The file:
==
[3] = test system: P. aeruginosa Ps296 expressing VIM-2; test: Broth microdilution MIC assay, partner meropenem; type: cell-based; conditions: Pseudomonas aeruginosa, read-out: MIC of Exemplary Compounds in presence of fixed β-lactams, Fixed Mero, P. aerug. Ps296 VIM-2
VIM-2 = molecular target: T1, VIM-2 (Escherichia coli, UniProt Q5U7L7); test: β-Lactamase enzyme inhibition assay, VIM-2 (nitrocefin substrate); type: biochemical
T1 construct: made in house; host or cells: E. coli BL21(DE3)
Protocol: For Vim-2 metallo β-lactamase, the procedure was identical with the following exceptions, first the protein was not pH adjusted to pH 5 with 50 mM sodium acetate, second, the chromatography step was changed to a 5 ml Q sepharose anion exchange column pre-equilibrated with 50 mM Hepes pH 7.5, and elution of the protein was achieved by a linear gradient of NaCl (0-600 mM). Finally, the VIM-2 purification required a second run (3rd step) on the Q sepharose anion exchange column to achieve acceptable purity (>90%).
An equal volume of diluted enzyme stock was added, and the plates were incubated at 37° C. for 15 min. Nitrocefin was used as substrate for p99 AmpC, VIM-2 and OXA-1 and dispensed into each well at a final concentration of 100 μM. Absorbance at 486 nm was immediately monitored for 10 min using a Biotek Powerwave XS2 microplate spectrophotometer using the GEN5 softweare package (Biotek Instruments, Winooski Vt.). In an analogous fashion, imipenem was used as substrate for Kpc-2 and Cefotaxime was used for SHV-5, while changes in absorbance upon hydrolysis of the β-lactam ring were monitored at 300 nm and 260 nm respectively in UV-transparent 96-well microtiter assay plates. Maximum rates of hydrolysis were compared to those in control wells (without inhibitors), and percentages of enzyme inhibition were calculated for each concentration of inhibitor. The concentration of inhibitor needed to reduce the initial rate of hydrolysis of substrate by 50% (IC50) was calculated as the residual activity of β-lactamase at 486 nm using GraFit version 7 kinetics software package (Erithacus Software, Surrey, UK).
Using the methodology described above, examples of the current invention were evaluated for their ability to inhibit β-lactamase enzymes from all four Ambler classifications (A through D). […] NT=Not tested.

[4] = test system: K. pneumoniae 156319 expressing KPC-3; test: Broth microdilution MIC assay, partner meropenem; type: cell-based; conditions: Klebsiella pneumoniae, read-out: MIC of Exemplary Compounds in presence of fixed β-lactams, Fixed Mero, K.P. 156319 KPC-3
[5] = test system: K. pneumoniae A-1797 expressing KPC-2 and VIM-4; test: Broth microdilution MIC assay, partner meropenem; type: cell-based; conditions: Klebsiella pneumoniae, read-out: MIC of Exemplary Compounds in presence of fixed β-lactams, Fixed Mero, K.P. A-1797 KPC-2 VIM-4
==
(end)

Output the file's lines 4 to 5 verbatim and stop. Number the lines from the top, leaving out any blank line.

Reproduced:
Protocol: For Vim-2 metallo β-lactamase, the procedure was identical with the following exceptions, first the protein was not pH adjusted to pH 5 with 50 mM sodium acetate, second, the chromatography step was changed to a 5 ml Q sepharose anion exchange column pre-equilibrated with 50 mM Hepes pH 7.5, and elution of the protein was achieved by a linear gradient of NaCl (0-600 mM). Finally, the VIM-2 purification required a second run (3rd step) on the Q sepharose anion exchange column to achieve acceptable purity (>90%).
An equal volume of diluted enzyme stock was added, and the plates were incubated at 37° C. for 15 min. Nitrocefin was used as substrate for p99 AmpC, VIM-2 and OXA-1 and dispensed into each well at a final concentration of 100 μM. Absorbance at 486 nm was immediately monitored for 10 min using a Biotek Powerwave XS2 microplate spectrophotometer using the GEN5 softweare package (Biotek Instruments, Winooski Vt.). In an analogous fashion, imipenem was used as substrate for Kpc-2 and Cefotaxime was used for SHV-5, while changes in absorbance upon hydrolysis of the β-lactam ring were monitored at 300 nm and 260 nm respectively in UV-transparent 96-well microtiter assay plates. Maximum rates of hydrolysis were compared to those in control wells (without inhibitors), and percentages of enzyme inhibition were calculated for each concentration of inhibitor. The concentration of inhibitor needed to reduce the initial rate of hydrolysis of substrate by 50% (IC50) was calculated as the residual activity of β-lactamase at 486 nm using GraFit version 7 kinetics software package (Erithacus Software, Surrey, UK).